The age of digitization and globalization has made the process of producing and distributing music accessible to anyone with a laptop. There has been an emergence of a multitude of courses and resources dedicated to educating the aspiring musician or producer – covering everything from creativity and skill to marketing and promotion.
Yet there is one domain that remains mostly unspoken about, one which I believe is absolutely crucial to understand thoroughly, especially today where there is a necessity for every artist to double as an entrepreneur. This is the ever-elusive and seemingly complex domain of copyrights.
There’s a reason it’s called intellectual property.
Your songs are your assets, not your products.
Every song has the potential to yield multiple sources of revenue over time.
Before we get into that, it’s important to take the first step of clarifying ownership of your assets. By default, each and every person who had anything to do with the recording of your song, right from the musicians to the engineers, is legally allowed to claim a stake in your song and its revenues. We know these are lovely people and won’t do so, but nevertheless – if you are a person who has invested your creativity, time, and money into a song and believe yourself to be its sole owner – put it on paper.
In this article, we highlight the two most common band/artist scenarios prevailing in our country; and share a “Master Agreement” template for each.
In both scenarios, the band is not legally registered as its own entity, i.e a company.
(Note: This will only cover the ownership and administration of rights in the Sound Recording of the song, and not the underlying composition and lyrics.)
You are part of a band where all members are considered equal stakeholders in the writing and recording process of the songs you put out.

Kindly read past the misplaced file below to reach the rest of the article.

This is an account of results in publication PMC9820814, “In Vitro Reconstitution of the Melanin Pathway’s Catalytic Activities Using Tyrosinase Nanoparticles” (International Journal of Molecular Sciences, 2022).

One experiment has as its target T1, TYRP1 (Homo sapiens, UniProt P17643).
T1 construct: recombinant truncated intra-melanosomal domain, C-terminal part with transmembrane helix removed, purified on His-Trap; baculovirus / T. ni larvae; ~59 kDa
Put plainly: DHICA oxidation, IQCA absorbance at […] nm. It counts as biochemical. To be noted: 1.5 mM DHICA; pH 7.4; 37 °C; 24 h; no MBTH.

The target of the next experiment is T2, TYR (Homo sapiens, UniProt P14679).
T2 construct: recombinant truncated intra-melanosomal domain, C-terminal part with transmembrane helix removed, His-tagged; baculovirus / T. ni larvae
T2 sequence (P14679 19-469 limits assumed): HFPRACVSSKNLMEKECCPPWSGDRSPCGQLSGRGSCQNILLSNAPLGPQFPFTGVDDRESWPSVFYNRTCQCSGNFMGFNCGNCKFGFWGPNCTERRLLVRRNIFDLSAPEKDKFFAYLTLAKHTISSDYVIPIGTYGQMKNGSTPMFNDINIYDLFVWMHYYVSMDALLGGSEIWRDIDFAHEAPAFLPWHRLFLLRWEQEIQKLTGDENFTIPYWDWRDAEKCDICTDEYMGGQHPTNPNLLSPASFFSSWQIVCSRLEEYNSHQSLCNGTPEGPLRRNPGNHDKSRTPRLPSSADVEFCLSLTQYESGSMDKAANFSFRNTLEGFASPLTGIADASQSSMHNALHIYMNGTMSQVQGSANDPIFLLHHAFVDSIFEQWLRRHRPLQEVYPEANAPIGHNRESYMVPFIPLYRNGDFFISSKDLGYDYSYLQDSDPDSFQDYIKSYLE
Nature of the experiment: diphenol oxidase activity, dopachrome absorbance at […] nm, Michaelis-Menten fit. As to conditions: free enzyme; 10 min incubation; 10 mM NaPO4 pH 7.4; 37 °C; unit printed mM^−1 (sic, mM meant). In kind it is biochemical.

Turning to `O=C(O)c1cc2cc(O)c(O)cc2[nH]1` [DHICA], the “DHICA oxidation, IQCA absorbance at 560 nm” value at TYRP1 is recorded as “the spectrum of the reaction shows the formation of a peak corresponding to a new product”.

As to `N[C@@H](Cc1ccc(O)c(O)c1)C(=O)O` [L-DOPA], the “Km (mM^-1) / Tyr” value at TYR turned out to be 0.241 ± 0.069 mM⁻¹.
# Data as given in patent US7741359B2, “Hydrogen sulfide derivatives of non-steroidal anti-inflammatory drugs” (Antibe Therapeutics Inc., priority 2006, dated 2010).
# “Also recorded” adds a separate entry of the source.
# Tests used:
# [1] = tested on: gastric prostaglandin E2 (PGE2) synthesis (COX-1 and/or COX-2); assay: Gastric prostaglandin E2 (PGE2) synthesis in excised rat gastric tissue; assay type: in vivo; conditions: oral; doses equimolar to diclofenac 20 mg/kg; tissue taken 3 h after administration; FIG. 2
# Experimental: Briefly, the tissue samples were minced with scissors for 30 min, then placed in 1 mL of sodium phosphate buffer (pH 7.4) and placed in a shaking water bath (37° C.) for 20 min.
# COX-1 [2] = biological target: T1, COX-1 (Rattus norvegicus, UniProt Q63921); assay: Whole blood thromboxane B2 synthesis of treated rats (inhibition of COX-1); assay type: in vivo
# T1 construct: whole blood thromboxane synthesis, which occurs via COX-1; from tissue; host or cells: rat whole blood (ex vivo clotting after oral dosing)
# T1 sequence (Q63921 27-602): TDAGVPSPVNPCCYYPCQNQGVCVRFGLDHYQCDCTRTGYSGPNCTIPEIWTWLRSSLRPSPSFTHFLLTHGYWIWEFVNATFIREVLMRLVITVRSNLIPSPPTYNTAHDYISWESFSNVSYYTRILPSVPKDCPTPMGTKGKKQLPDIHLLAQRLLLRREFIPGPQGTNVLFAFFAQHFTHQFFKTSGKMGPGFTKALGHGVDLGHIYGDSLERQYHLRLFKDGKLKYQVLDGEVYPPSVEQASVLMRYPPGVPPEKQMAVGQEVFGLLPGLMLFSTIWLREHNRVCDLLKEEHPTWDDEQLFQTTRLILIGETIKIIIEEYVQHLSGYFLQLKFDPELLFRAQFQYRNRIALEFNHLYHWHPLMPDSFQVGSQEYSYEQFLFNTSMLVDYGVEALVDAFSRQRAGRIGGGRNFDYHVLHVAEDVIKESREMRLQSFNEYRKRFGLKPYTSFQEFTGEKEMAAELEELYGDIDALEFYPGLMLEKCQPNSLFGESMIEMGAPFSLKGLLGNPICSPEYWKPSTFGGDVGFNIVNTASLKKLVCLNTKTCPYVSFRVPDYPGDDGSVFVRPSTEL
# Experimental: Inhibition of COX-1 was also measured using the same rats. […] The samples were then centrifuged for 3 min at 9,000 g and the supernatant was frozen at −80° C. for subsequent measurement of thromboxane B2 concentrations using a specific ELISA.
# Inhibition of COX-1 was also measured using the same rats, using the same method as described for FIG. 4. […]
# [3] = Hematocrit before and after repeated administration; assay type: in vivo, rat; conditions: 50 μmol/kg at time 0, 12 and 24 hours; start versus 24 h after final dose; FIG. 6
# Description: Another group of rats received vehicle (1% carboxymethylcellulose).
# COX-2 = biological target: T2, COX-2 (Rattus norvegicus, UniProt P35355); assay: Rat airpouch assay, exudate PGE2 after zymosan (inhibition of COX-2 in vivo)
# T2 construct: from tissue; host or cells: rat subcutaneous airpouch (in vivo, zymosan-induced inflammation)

Since the band itself is not legally registered as a company or partnership, it is advisable to entrust one member with the rights to the master; while ensuring revenues are distributed equally to everyone. This is purely for the sake of ease in administration.
When master royalties from streaming come in, or the song is licensed for any sync usage, the money goes to this member’s bank account. He/she is then obligated to pay the rest of the band.
You are the primary songwriter, and finance the recordings of the songs yourself.
In such a case, you may want to retain ownership entirely, but also want your fellow musicians to be remunerated for their contributions.
There are two options in this scenario:
- You pay the musicians a session fee to play and record their parts, and they agree to waive off any rights they may hold in your song.
- You pay the musicians an agreed percentage of revenues arising from the master.
Click here to download agreement templates for each of these scenarios.
Once your master agreement is in place, you are clear to distribute, license, and monetize your songs through all sources imaginable; while having a clear understanding of who owns what, and how much revenue is everyone entitled to if any.
This is the first necessary step to pursue professional and transparent collaborations.
Shoot us an email if you have any questions!